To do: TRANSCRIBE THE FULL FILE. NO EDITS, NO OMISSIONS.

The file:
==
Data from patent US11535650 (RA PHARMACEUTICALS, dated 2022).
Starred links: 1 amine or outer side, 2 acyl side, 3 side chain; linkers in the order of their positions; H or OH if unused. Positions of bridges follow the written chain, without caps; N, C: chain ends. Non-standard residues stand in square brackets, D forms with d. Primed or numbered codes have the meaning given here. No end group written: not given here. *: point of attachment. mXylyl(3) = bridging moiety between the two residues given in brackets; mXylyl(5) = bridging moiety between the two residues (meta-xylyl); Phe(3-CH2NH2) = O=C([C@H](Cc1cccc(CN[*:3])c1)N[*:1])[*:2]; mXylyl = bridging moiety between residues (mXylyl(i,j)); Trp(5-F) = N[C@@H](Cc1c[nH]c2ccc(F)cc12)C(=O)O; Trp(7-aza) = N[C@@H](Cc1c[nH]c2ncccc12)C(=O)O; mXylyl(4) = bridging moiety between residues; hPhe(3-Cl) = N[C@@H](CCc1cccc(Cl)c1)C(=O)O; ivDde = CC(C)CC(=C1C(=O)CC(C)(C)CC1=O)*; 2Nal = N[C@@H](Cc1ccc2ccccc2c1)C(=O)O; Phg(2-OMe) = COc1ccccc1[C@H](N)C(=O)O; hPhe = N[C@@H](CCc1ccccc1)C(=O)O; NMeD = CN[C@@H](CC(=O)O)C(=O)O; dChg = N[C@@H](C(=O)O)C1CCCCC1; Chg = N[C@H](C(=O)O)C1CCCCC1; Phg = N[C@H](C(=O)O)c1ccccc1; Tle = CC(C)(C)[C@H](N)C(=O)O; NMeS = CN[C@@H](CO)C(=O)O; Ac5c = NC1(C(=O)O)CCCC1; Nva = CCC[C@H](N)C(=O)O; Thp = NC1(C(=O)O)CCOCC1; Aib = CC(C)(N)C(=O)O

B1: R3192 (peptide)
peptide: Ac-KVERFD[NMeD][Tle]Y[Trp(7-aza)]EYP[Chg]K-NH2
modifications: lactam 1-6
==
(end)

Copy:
Data from patent US11535650 (RA PHARMACEUTICALS, dated 2022).
Starred links: 1 amine or outer side, 2 acyl side, 3 side chain; linkers in the order of their positions; H or OH if unused. Positions of bridges follow the written chain, without caps; N, C: chain ends. Non-standard residues stand in square brackets, D forms with d. Primed or numbered codes have the meaning given here. No end group written: not given here. *: point of attachment. mXylyl(3) = bridging moiety between the two residues given in brackets; mXylyl(5) = bridging moiety between the two residues (meta-xylyl); Phe(3-CH2NH2) = O=C([C@H](Cc1cccc(CN[*:3])c1)N[*:1])[*:2]; mXylyl = bridging moiety between residues (mXylyl(i,j)); Trp(5-F) = N[C@@H](Cc1c[nH]c2ccc(F)cc12)C(=O)O; Trp(7-aza) = N[C@@H](Cc1c[nH]c2ncccc12)C(=O)O; mXylyl(4) = bridging moiety between residues; hPhe(3-Cl) = N[C@@H](CCc1cccc(Cl)c1)C(=O)O; ivDde = CC(C)CC(=C1C(=O)CC(C)(C)CC1=O)*; 2Nal = N[C@@H](Cc1ccc2ccccc2c1)C(=O)O; Phg(2-OMe) = COc1ccccc1[C@H](N)C(=O)O; hPhe = N[C@@H](CCc1ccccc1)C(=O)O; NMeD = CN[C@@H](CC(=O)O)C(=O)O; dChg = N[C@@H](C(=O)O)C1CCCCC1; Chg = N[C@H](C(=O)O)C1CCCCC1; Phg = N[C@H](C(=O)O)c1ccccc1; Tle = CC(C)(C)[C@H](N)C(=O)O; NMeS = CN[C@@H](CO)C(=O)O; Ac5c = NC1(C(=O)O)CCCC1; Nva = CCC[C@H](N)C(=O)O; Thp = NC1(C(=O)O)CCOCC1; Aib = CC(C)(N)C(=O)O

B1: R3192 (peptide)
peptide: Ac-KVERFD[NMeD][Tle]Y[Trp(7-aza)]EYP[Chg]K-NH2
modifications: lactam 1-6